The afsort crate implements a sorting algorithm based on
American Flag sort. The implementation is
currently limited to sort byte slices, e.g. Strings. The main motivation is to sort strings of
text, so most of the benchmarks are based on English text strings. When sorting English words,
this implementation seems to be about 40% faster than
sort_unstable from the Rust standard
For small input, this method falls back to the standard library.
Add the depndency to your
[dependencies] afsort = "0.1"
In your crate root:
ignore extern crate afsort;
You can now use afsort to e.g. sort arrays of strings or string slices.
use afsort; let mut strings = vec!("red", "green", "blue"); afsort::sort_unstable(&mut strings); assert_eq!(strings, vec!["blue", "green", "red"]);
You can also sort by an extractor function, e.g.:
use afsort; let mut tuples = vec![("b", 2), ("a", 1)]; afsort::sort_unstable_by(&mut tuples, |t: &(&str, _) | t.0.as_bytes()); assert_eq!(tuples, vec![("a", 1), ("b", 2)]);
Essentially, I noticed that sorting of strings took a long time when using the fst crate, since it requires the input to be ordered. Since sorting strings is a general problem, this is now a crate.
As mentioned, this implementation seems to be about 40% faster than the sort in the standard library, when sorting strings of random English words. The implementation is fairly naive, so I would not be surprised if it could be improved further.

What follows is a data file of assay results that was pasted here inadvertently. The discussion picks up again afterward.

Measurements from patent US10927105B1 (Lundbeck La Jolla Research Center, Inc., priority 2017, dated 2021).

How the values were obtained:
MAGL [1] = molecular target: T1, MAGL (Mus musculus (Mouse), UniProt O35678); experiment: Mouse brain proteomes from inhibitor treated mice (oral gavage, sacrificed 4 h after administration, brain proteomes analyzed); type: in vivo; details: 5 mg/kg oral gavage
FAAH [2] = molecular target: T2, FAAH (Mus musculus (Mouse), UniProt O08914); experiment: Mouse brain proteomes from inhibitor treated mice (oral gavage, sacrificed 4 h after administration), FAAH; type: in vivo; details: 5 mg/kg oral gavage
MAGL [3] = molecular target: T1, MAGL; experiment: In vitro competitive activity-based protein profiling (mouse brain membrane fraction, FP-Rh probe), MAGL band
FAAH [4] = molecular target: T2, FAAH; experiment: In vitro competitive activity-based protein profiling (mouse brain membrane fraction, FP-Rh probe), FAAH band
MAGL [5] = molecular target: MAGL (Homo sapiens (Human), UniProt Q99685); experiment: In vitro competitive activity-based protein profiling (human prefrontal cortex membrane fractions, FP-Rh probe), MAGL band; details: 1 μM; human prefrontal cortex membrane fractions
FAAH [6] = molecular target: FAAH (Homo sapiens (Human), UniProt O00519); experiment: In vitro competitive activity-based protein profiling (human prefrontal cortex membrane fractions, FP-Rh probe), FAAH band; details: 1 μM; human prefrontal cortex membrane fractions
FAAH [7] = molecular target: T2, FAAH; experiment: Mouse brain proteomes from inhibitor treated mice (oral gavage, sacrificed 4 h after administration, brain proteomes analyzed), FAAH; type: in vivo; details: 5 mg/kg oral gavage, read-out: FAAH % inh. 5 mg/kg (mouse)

You can run the benchmark tests using
cargo bench (currently requires nightly rust), like this:
% cargo bench Compiling afsort v0.1.0 (file:///home/anton/dev/off/afsort) Finished release [optimized] target(s) in 5.66 secs Running target/release/deps/afsort-ca28db3ba0643253 running 12 tests test tests::sorts_strings_same_as_unstable ... ignored test tests::sorts_tuples_same_as_unstable ... ignored test tests::sort_100000_en_af ... bench: 20,402,968 ns/iter (+/- 1,512,907) test tests::sort_100000_en_std ... bench: 30,132,067 ns/iter (+/- 1,698,223) test tests::sort_10000_en_af ... bench: 1,377,303 ns/iter (+/- 114,481) test tests::sort_10000_en_lower_af ... bench: 1,371,022 ns/iter (+/- 95,391) test tests::sort_10000_en_lower_std ... bench: 2,227,486 ns/iter (+/- 127,281) test tests::sort_10000_en_sorted_af ... bench: 878,665 ns/iter (+/- 545,256) test tests::sort_10000_en_sorted_std ... bench: 618,329 ns/iter (+/- 536,338) test tests::sort_10000_en_std ... bench: 2,221,089 ns/iter (+/- 157,461) test tests::sort_1000_en_af ... bench: 101,625 ns/iter (+/- 6,946) test tests::sort_1000_en_std ... bench: 171,655 ns/iter (+/- 9,844) test result: ok. 0 passed; 0 failed; 2 ignored; 10 measured; 0 filtered out
Currently, this crate only supports sorting elements of
AsRef<[u8]>. I think that this is a
good first step, since it supports sorting of Strings. There is however no reason why American
Flag sorting should be limited to this data type. Any kind of element that can deliver a radix
to a certain digit/depth can be sorted using this technique.
The American Flag algorithm is unstable, in the same way that sort_unstable in the standard library. That is, equal elements might be re-ordered.
This crate can only sort strings based on their
utf-8 byte values. For many problems, this
is fine. However, if you want to sort strings for display to a user, Locale might matter. This
crate does not try to address this issue.
Testing is done using the quickcheck crate. We run about 50k different variations of input strings. We treat the standard library's sort_unstable as the gold standard.
Enhances slices of e.g. Strings to have a
Main sort method.
Sort method which accepts function to convert elements to &[u8].